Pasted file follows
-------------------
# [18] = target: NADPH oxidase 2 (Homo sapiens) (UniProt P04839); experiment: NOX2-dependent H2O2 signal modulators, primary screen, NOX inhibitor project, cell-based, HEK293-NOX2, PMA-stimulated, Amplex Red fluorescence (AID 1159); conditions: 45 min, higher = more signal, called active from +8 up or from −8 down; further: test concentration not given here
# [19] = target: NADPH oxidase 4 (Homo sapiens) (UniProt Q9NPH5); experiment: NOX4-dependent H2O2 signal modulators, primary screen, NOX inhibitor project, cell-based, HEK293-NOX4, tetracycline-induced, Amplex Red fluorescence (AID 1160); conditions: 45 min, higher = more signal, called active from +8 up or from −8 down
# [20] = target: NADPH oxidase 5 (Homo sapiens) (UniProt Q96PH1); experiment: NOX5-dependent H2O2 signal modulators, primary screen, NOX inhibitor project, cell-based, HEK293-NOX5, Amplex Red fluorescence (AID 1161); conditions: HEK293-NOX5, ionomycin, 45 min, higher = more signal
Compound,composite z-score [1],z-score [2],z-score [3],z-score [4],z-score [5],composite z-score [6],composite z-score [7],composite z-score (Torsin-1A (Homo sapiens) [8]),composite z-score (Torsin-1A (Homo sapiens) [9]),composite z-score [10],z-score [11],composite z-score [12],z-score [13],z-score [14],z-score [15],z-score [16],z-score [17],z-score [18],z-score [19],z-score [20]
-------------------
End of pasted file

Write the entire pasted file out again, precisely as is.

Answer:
# [18] = target: NADPH oxidase 2 (Homo sapiens) (UniProt P04839); experiment: NOX2-dependent H2O2 signal modulators, primary screen, NOX inhibitor project, cell-based, HEK293-NOX2, PMA-stimulated, Amplex Red fluorescence (AID 1159); conditions: 45 min, higher = more signal, called active from +8 up or from −8 down; further: test concentration not given here
# [19] = target: NADPH oxidase 4 (Homo sapiens) (UniProt Q9NPH5); experiment: NOX4-dependent H2O2 signal modulators, primary screen, NOX inhibitor project, cell-based, HEK293-NOX4, tetracycline-induced, Amplex Red fluorescence (AID 1160); conditions: 45 min, higher = more signal, called active from +8 up or from −8 down
# [20] = target: NADPH oxidase 5 (Homo sapiens) (UniProt Q96PH1); experiment: NOX5-dependent H2O2 signal modulators, primary screen, NOX inhibitor project, cell-based, HEK293-NOX5, Amplex Red fluorescence (AID 1161); conditions: HEK293-NOX5, ionomycin, 45 min, higher = more signal
Compound,composite z-score [1],z-score [2],z-score [3],z-score [4],z-score [5],composite z-score [6],composite z-score [7],composite z-score (Torsin-1A (Homo sapiens) [8]),composite z-score (Torsin-1A (Homo sapiens) [9]),composite z-score [10],z-score [11],composite z-score [12],z-score [13],z-score [14],z-score [15],z-score [16],z-score [17],z-score [18],z-score [19],z-score [20]